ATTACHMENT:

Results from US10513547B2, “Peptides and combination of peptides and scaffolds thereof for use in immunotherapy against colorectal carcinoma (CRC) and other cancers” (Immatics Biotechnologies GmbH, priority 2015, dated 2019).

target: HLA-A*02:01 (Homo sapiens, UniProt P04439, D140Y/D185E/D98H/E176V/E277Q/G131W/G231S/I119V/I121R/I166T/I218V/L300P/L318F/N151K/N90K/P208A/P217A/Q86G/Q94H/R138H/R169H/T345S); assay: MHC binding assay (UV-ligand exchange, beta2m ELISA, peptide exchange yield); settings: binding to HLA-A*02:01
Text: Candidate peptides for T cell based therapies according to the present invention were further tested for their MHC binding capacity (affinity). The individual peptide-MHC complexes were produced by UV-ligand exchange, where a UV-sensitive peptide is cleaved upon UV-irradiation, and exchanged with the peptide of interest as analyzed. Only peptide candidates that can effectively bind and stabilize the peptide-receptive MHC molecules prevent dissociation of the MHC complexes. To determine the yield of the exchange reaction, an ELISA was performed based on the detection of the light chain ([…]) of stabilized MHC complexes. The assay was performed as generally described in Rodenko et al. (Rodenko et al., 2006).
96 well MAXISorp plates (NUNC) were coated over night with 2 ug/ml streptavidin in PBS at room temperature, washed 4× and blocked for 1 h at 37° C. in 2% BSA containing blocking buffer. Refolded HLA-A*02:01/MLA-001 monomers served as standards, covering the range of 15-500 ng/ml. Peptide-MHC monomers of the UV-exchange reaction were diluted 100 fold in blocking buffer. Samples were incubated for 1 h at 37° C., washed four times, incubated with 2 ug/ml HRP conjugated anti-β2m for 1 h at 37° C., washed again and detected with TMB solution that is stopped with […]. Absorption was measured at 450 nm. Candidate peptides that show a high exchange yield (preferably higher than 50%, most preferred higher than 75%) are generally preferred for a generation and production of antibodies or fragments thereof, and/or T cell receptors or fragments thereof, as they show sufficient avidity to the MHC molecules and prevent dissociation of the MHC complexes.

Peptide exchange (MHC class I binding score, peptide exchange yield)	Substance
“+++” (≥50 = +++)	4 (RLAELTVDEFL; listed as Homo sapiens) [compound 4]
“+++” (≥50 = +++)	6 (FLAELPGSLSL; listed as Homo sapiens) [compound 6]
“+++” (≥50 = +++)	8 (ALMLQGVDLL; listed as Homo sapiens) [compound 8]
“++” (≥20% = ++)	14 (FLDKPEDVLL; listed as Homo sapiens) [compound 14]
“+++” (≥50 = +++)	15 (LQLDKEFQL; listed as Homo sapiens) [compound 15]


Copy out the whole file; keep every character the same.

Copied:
Results from US10513547B2, “Peptides and combination of peptides and scaffolds thereof for use in immunotherapy against colorectal carcinoma (CRC) and other cancers” (Immatics Biotechnologies GmbH, priority 2015, dated 2019).

target: HLA-A*02:01 (Homo sapiens, UniProt P04439, D140Y/D185E/D98H/E176V/E277Q/G131W/G231S/I119V/I121R/I166T/I218V/L300P/L318F/N151K/N90K/P208A/P217A/Q86G/Q94H/R138H/R169H/T345S); assay: MHC binding assay (UV-ligand exchange, beta2m ELISA, peptide exchange yield); settings: binding to HLA-A*02:01
Text: Candidate peptides for T cell based therapies according to the present invention were further tested for their MHC binding capacity (affinity). The individual peptide-MHC complexes were produced by UV-ligand exchange, where a UV-sensitive peptide is cleaved upon UV-irradiation, and exchanged with the peptide of interest as analyzed. Only peptide candidates that can effectively bind and stabilize the peptide-receptive MHC molecules prevent dissociation of the MHC complexes. To determine the yield of the exchange reaction, an ELISA was performed based on the detection of the light chain ([…]) of stabilized MHC complexes. The assay was performed as generally described in Rodenko et al. (Rodenko et al., 2006).
96 well MAXISorp plates (NUNC) were coated over night with 2 ug/ml streptavidin in PBS at room temperature, washed 4× and blocked for 1 h at 37° C. in 2% BSA containing blocking buffer. Refolded HLA-A*02:01/MLA-001 monomers served as standards, covering the range of 15-500 ng/ml. Peptide-MHC monomers of the UV-exchange reaction were diluted 100 fold in blocking buffer. Samples were incubated for 1 h at 37° C., washed four times, incubated with 2 ug/ml HRP conjugated anti-β2m for 1 h at 37° C., washed again and detected with TMB solution that is stopped with […]. Absorption was measured at 450 nm. Candidate peptides that show a high exchange yield (preferably higher than 50%, most preferred higher than 75%) are generally preferred for a generation and production of antibodies or fragments thereof, and/or T cell receptors or fragments thereof, as they show sufficient avidity to the MHC molecules and prevent dissociation of the MHC complexes.

Peptide exchange (MHC class I binding score, peptide exchange yield)	Substance
“+++” (≥50 = +++)	4 (RLAELTVDEFL; listed as Homo sapiens) [compound 4]
“+++” (≥50 = +++)	6 (FLAELPGSLSL; listed as Homo sapiens) [compound 6]
“+++” (≥50 = +++)	8 (ALMLQGVDLL; listed as Homo sapiens) [compound 8]
“++” (≥20% = ++)	14 (FLDKPEDVLL; listed as Homo sapiens) [compound 14]
“+++” (≥50 = +++)	15 (LQLDKEFQL; listed as Homo sapiens) [compound 15]